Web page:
If you are feeling more dizzy after an activity I’m not sure its doing you much good, stick to ones where you at least stay the same. More dizzy might mean you are exacerbating any leak: I had this many times when going onto haunches to take photos, I would get much dizzier for up to 24 hours. What I believe was happening was head pressure was pushing a volume of fluid out of my ear which would need to ‘fill up’ again before I felt back to average (I’m avoiding saying ‘back to normal’ as that suggests recovery). In tennis you would be doing a lot of bending down to pick up the ball. If you were to have a fistula I’d say that’s a big no no. You may well not have one, but its a risk. And no-one really knows what causes MAV, but my bet is its on a simple physical trauma that many aren’t aware of because it might even happen with a particularly bad cough or cold.

But in any case one thing is for sure: keeping active and not avoiding normal life is really good for you psychologically so please carry on getting out and being active!


Thanks for sharing so much! :slight_smile: So on a ‘good day’, I can play tennis/do yoga and all seems great. However, on a ‘bad day’, I don’t seem to be focused, a bit lightheaded and getting tired quicker.
Fistula is a new thing for me in this department, the list of potential causes is getting longer. :slight_smile: I also suspect it may have something to do with blood circulation or blood pressure? As of now, I’m just really confused and tired of all the symptoms. It’s scary to wake up thinking that you have another ‘drunk’ day ‘on a boat’ ahead of you. :scream:

And yes, I do want to be active. I have put on some weight after zoloft plus I feel good after a physical activity.

@Aggie You’re welcome. Just a regular brain MRI to rule out anything dangerous. You already got that done so you should be good. Unless your doctor suspects something else to look for, especially in the head, i.e. blood flow and how the arteries get blood to the brain, you shouldn’t need any more MRIs. I’ve had a lot of neck pain, for example, which seems to make my dizziness worse. I know it’s the STM (a long neck muscle going from below the ear I believe into the collar bone-ish area, would have to look it up again) that gets all tight and can cause dizziness, not to mention mimics ear pain since it starts right up under the ear. Anyway my neurologist made me get a neck MRI too but my vertebrae were all straight & normal, as I suspected it’s muscular.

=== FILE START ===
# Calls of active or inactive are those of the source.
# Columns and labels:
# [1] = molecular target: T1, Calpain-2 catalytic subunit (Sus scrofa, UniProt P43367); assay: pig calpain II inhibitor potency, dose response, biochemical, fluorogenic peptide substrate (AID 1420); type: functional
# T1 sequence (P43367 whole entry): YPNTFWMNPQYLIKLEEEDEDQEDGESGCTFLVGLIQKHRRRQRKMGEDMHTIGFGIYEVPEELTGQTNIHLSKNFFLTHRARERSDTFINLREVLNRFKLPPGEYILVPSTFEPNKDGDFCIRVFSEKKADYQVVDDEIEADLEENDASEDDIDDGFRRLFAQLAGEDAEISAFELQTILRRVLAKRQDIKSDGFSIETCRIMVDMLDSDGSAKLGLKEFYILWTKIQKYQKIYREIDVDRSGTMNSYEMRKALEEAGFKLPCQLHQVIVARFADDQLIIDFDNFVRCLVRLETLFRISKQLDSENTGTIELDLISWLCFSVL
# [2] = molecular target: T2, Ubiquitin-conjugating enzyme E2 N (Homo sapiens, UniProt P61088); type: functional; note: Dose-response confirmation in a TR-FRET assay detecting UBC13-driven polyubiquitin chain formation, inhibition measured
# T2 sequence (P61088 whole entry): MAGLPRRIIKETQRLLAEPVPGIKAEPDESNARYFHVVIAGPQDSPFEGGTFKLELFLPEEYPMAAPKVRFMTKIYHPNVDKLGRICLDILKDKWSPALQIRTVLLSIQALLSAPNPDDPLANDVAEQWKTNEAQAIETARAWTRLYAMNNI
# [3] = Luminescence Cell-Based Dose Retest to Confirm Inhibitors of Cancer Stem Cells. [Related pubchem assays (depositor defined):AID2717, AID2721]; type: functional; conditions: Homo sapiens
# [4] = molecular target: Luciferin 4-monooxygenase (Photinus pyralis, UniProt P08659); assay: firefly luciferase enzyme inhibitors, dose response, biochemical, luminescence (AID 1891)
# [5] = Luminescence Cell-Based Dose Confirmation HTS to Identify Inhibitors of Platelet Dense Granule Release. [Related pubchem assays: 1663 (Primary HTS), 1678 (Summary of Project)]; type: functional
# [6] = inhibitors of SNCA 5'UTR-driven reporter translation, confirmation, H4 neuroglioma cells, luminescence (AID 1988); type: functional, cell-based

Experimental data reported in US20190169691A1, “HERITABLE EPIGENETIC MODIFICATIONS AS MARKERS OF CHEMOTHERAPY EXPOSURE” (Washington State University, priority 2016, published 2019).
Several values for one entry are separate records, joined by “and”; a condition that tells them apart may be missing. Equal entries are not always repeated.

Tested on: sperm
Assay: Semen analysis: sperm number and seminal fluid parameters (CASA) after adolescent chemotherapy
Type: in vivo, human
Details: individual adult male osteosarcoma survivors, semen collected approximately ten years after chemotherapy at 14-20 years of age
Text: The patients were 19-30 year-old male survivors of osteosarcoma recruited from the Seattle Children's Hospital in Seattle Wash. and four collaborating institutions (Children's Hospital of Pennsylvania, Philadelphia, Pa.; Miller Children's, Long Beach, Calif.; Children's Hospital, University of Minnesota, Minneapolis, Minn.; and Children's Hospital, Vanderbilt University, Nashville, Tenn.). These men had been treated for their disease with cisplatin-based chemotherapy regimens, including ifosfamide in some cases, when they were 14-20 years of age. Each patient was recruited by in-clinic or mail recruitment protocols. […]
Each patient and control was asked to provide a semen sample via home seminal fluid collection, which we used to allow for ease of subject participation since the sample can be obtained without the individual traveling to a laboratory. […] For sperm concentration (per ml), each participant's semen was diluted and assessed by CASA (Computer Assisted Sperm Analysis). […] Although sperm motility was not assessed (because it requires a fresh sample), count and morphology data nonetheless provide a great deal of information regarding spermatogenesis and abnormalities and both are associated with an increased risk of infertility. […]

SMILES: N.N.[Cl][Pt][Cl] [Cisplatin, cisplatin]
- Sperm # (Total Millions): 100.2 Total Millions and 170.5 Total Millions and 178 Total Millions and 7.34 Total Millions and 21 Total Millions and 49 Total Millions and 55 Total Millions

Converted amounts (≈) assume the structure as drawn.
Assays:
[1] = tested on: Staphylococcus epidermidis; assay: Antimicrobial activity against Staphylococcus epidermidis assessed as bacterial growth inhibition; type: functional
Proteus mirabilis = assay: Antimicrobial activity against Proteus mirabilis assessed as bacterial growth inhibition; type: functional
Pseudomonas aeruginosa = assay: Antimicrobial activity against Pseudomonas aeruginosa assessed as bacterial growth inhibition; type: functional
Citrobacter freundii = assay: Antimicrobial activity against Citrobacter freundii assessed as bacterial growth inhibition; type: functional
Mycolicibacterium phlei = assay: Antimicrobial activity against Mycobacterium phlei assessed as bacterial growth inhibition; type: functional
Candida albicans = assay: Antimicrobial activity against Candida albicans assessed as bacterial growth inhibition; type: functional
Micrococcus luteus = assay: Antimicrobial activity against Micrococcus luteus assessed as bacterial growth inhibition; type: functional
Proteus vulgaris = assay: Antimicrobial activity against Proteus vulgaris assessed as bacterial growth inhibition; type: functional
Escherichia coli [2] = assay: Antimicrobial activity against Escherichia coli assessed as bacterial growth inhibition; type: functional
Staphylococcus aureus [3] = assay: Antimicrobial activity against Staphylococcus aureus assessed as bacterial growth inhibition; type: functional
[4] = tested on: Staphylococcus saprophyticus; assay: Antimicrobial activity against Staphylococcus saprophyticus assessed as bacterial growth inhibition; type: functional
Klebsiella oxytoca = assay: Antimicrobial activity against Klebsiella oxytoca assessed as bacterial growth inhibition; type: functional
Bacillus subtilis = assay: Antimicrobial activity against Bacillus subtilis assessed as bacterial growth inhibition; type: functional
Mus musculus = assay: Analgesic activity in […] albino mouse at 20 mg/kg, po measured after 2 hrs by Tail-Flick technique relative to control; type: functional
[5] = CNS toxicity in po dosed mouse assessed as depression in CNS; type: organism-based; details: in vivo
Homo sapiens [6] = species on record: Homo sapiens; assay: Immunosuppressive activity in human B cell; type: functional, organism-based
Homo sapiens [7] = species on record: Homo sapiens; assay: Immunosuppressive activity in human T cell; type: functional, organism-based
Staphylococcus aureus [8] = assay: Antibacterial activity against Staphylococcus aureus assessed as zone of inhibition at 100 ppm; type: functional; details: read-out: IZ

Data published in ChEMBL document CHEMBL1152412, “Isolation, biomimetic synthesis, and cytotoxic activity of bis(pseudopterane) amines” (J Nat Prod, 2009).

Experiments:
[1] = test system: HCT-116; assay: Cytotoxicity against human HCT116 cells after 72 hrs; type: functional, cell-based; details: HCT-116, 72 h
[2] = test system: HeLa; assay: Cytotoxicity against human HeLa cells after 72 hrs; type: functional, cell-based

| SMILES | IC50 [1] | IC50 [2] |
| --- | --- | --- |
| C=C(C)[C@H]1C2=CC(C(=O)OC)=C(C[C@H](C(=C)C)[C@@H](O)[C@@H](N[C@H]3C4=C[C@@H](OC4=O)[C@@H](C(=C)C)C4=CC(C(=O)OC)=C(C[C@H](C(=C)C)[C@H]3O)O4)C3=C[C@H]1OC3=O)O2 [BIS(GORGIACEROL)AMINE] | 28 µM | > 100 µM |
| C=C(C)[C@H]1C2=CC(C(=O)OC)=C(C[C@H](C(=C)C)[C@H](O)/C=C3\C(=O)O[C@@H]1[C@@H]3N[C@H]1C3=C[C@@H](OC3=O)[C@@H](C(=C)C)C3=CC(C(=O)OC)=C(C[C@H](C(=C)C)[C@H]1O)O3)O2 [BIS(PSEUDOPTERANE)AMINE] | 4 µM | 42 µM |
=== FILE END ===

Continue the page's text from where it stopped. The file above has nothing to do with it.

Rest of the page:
@turnitaround Thanks, I figured since an MRI was one of the first things the very first neurologist wanted to do for me it was important to mention. :slight_smile:

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No I don’t think its blood pressure, well its not blood pressure’s fault anyway. What happens with a fistula is the ear reacts to the leak by raising the pressure in the ear. Fistula’s tend to heal, so what happens is the pressure goes up. Eventually the pressure is so high the fluid is rammed right up against the blood supply so you start to hear whooshy pulsations that are the same rhythm as your heart. Your ear at this point can feel ‘full’, though not everyone gets that sensation. Some just feel a bit of ear pain or pressure. This causes me 24/7 tinnitus but normally its very forgettable. For me it was a very confusing set of significant symptoms. Some of the symptoms are caused by the leak, like the vertigo spinning and some of the imbalance, the rest, like light headedness are caused by the ear pressure. This ear pressure is known as secondary hydrops (not to be confused with menieres)

The reason I’m so suspicious about the underlying pathology of MAV is that the symptom set is exactly the same as for secondary hydrops. The treatment … is … .exactly the same. The triggers are … exactly the same … see a pattern? :smiley:

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As for testing, I underwent vestibular testing which eliminated the likelihood for menieres and vestibular neuritis. I feel your pain as your symptoms are very similar to mine, with a few exceptions. I have not yet tried any medications but hope to soon. It’s likely just MAV as you have had a visual aura migraine once (same) and now you seem to get migraine like headaches. Be weary of your neck as well. For me, I am unsure of my food triggers but I recognize stress/anxiety and hormone changes to be undeniable triggers. We are going to beat this thing! Keep the faith.

This may not even exist! A short bout of vestibular upset should now be called ‘acute vestibulopathy’ apparently. This omits the assumption of a cause In addition vestibular neuritis would have to be acute as you don’t have chronic viral attacks.

Hello and thank you for your reply. :slight_smile: I’m also unsure of the food triggers but definitely strong coffee contributes to the dizziness. I’m full of anxiety and that makes my muscles tight and I clench my teeth. How do you cope with everyday life? I’m tired of waking up everyday and thinking is it a good or a bad day for me? I often have to cancel plans last-minute because of the sudden dizzy spells.
Yes, I do hope we will beat this nasty thing! :stuck_out_tongue:

I feel so much more prepared and knowledgeable to see the neurologist tomorrow! :slight_smile: